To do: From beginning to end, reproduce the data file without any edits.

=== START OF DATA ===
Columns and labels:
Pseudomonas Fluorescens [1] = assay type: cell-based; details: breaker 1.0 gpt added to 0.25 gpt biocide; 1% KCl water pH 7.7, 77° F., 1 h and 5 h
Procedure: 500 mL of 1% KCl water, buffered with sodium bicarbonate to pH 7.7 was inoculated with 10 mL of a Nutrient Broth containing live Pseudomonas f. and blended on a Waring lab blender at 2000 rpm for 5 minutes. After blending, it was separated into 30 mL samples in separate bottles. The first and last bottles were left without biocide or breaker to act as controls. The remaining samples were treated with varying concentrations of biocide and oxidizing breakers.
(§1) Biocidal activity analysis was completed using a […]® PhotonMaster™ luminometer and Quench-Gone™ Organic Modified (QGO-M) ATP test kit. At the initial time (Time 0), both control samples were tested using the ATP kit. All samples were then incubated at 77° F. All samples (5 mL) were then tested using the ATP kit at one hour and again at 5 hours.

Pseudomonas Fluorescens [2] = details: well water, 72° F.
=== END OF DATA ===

Columns and labels:
Pseudomonas Fluorescens [1] = assay type: cell-based; details: breaker 1.0 gpt added to 0.25 gpt biocide; 1% KCl water pH 7.7, 77° F., 1 h and 5 h
Procedure: 500 mL of 1% KCl water, buffered with sodium bicarbonate to pH 7.7 was inoculated with 10 mL of a Nutrient Broth containing live Pseudomonas f. and blended on a Waring lab blender at 2000 rpm for 5 minutes. After blending, it was separated into 30 mL samples in separate bottles. The first and last bottles were left without biocide or breaker to act as controls. The remaining samples were treated with varying concentrations of biocide and oxidizing breakers.
(§1) Biocidal activity analysis was completed using a […]® PhotonMaster™ luminometer and Quench-Gone™ Organic Modified (QGO-M) ATP test kit. At the initial time (Time 0), both control samples were tested using the ATP kit. All samples were then incubated at 77° F. All samples (5 mL) were then tested using the ATP kit at one hour and again at 5 hours.

Pseudomonas Fluorescens [2] = details: well water, 72° F.